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Science - Natural gas? It’s as bad as coal

Natural gas is a fossil fuel that consists almost entirely of methane, which is a molecule that consists of a carbon atom bonded to four hydrogen atoms. Methane is 86 times more damaging than carbon dioxide (CO2) as a heat-trapping greenhouse gas. The level of methane in the atmosphere has increased 250 per cent since pre-industrial times.

Atmospheric methane persists in the atmosphere for about 20 years, but eventually decomposes into carbon dioxide. These carbon dioxide emissions become a permanent and irreversible component of the atmosphere.

The critical conclusion then is that unless both methane spillage and carbon dioxide combustion emissions from natural gas power plants are thoroughly scrubbed or trapped, these dual emissions will represent an accelerating factor in climate warming. Scientific audits have shown that average methane leakage rates in the US were larger than facility-reported estimates by factors of 21 to 120 (at natural gas power plants) and 11 to 90 (at refineries). In addition, climate warming will increasingly release methane from melting permafrost and from melting about 1 million cubic miles of ocean-floor ice structures (known as methane hydrates), which retain ancient methane.

Despite these concerns, natural gas has been proposed as an alternative fuel for power production in New Zealand, and the Australian Government is intending to move from coal to natural gas for power generation. This is driven by cost and the perception that natural gas is an improvement on coal.

Methane from agriculture is the dominant emission in New Zealand. However, an effective commercial solution to this problem has now been developed which involves the use of a methane-busting livestock feed from New Zealand seaweed. On-farm mitigation practices, if widely adopted, could reduce farm methane emissions by 30 per cent.

The move away from gas, oil and coal is the pathway to a sustainable climate for planet earth. How far are we along that pathway? Well, there is an impressive range of emerging climate trends. China, the world's fastest growing carbon dioxide emitter, has declared a two-stage move towards a zero-carbon economy before 2060. China is also planning to become the world's leading nuclear power economy (no new greenhouse gases) within a decade, thereby overtaking the US, which has about 100 nuclear power stations. India is planning to increase the use of renewable sources in power production. Meanwhile, an increasing number of countries are committing to banning coal power, and several leading oil and gas corporations, such as BP and Shell, have set zero-carbon targets and are growing their investments in renewables. The electric transportation revolution will also make a difference, and an increasing number of multi-national consumer companies, such as Unilever with its 400 plus brands, are embracing climate sustainability cultures.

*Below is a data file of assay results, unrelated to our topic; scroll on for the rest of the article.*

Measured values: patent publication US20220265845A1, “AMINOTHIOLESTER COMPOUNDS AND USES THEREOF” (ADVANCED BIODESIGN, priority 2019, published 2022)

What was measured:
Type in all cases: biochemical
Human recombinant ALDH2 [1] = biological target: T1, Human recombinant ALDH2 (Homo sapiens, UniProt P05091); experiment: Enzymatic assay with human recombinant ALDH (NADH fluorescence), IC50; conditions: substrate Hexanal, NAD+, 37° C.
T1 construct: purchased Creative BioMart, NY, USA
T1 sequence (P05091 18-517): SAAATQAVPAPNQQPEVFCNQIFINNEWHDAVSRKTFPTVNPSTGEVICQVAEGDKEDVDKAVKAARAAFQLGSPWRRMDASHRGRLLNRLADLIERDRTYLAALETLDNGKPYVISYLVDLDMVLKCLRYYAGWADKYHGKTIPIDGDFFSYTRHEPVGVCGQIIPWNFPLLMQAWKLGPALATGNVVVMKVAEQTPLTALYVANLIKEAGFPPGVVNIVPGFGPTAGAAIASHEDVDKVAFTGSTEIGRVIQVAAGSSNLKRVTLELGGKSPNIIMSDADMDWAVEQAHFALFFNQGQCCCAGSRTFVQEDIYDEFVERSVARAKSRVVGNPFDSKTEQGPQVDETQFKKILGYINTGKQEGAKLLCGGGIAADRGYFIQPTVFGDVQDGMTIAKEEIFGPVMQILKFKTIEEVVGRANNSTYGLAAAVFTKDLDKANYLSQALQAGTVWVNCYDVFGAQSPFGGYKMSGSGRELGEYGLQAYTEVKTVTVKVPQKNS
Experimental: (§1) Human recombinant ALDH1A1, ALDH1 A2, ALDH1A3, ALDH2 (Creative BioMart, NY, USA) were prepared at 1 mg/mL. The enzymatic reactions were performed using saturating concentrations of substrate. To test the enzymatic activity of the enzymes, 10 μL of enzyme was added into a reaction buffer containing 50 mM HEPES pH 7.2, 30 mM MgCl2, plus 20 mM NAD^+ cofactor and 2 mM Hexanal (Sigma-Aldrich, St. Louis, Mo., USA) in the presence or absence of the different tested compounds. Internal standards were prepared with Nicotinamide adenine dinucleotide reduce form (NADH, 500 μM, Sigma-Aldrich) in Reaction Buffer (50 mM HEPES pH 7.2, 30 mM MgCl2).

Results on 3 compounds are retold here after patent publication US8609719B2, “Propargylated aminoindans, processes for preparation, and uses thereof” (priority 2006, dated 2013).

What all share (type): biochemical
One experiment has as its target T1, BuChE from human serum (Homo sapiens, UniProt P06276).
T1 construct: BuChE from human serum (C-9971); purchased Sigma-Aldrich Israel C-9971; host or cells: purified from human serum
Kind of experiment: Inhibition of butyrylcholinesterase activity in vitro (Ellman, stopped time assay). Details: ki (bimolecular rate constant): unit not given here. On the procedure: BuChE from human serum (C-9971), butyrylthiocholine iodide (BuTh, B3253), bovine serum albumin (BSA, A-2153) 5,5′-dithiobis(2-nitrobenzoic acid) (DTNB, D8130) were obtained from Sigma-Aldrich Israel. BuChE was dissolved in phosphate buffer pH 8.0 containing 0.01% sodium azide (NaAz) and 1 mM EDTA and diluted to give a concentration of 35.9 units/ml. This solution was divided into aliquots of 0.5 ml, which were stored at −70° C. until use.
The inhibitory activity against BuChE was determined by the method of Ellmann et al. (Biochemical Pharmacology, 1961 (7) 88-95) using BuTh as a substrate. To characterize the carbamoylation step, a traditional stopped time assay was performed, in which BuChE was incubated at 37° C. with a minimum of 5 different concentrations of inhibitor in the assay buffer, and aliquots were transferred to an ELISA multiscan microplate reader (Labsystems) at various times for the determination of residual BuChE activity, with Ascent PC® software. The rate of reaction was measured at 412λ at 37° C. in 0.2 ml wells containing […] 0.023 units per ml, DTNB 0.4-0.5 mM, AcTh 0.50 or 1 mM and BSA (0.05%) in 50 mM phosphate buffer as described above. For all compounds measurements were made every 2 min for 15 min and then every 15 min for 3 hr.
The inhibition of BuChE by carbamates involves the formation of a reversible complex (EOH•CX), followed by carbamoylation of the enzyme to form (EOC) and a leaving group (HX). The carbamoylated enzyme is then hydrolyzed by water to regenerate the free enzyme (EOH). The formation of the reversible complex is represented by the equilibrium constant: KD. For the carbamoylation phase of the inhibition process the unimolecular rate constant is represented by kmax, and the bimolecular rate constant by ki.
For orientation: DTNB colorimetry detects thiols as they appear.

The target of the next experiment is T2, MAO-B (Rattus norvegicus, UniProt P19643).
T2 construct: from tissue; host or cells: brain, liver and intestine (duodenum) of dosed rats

Now the overriding question is, is it already too late? Every lost decade will pump more carbon dioxide and methane into a warming atmosphere with serious consequences for coastal cities and communities, forests and pastoral production. After the exceptional recent wildfires in California, I urge all readers to reflect on this question during the coming regional bushfire season.


Emeritus Professor Ralph Cooney
r.cooney@auckland.ac.nz